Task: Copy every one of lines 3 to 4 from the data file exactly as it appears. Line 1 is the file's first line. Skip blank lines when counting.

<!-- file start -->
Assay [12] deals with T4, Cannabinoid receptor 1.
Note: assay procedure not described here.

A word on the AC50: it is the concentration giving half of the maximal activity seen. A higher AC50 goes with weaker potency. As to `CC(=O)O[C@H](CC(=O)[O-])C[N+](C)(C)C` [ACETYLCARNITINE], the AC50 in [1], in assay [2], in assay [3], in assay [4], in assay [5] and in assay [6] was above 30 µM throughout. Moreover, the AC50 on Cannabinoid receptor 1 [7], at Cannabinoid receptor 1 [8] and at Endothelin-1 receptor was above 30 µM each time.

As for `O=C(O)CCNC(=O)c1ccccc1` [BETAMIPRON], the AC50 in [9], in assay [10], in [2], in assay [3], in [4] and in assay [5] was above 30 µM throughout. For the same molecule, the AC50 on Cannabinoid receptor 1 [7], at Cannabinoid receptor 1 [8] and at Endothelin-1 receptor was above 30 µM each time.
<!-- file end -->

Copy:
A word on the AC50: it is the concentration giving half of the maximal activity seen. A higher AC50 goes with weaker potency. As to `CC(=O)O[C@H](CC(=O)[O-])C[N+](C)(C)C` [ACETYLCARNITINE], the AC50 in [1], in assay [2], in assay [3], in assay [4], in assay [5] and in assay [6] was above 30 µM throughout. Moreover, the AC50 on Cannabinoid receptor 1 [7], at Cannabinoid receptor 1 [8] and at Endothelin-1 receptor was above 30 µM each time.

As for `O=C(O)CCNC(=O)c1ccccc1` [BETAMIPRON], the AC50 in [9], in assay [10], in [2], in assay [3], in [4] and in assay [5] was above 30 µM throughout. For the same molecule, the AC50 on Cannabinoid receptor 1 [7], at Cannabinoid receptor 1 [8] and at Endothelin-1 receptor was above 30 µM each time.